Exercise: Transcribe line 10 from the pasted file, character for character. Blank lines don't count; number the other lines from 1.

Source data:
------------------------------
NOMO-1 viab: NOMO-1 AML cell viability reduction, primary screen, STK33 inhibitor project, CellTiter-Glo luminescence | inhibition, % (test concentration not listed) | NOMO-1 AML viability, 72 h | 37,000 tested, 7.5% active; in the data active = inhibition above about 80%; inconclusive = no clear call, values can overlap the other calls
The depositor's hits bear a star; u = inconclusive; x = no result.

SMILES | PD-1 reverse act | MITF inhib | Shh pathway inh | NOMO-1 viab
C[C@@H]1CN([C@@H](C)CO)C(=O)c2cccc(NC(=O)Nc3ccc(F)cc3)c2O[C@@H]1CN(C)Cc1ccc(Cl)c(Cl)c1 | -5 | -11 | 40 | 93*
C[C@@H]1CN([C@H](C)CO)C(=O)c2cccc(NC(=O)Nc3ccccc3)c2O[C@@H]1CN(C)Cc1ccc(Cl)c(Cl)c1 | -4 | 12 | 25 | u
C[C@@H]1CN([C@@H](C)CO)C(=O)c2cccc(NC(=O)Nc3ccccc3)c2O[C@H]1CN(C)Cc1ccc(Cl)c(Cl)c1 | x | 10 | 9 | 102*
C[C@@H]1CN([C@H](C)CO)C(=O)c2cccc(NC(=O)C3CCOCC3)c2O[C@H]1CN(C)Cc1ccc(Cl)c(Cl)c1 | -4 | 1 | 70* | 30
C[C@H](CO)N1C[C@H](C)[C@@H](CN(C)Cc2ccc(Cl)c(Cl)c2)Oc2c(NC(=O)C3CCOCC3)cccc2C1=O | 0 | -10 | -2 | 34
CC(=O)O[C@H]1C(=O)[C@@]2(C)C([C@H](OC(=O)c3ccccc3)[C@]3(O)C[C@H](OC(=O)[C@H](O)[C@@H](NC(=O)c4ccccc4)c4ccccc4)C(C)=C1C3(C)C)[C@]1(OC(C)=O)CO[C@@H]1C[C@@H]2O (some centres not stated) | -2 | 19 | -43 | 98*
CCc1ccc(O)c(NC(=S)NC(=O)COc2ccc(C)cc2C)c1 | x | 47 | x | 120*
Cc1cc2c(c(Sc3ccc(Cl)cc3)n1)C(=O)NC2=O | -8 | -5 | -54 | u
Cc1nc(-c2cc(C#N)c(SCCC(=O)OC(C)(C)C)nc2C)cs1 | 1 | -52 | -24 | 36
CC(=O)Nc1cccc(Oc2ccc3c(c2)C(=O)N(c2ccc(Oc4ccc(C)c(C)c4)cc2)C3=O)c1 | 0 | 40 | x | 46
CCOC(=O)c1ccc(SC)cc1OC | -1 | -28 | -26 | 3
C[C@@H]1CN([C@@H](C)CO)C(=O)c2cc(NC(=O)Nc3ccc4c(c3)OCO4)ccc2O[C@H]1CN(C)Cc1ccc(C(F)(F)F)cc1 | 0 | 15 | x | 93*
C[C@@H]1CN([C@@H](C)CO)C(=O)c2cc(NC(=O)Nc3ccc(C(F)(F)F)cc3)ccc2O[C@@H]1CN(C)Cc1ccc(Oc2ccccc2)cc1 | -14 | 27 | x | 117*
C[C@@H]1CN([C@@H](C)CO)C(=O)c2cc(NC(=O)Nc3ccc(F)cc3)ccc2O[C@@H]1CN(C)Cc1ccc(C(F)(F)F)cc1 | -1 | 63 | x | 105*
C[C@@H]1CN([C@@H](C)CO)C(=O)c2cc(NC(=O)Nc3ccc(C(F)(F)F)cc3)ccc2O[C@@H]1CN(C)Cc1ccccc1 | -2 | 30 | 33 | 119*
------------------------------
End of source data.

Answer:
CCc1ccc(O)c(NC(=S)NC(=O)COc2ccc(C)cc2C)c1 | x | 47 | x | 120*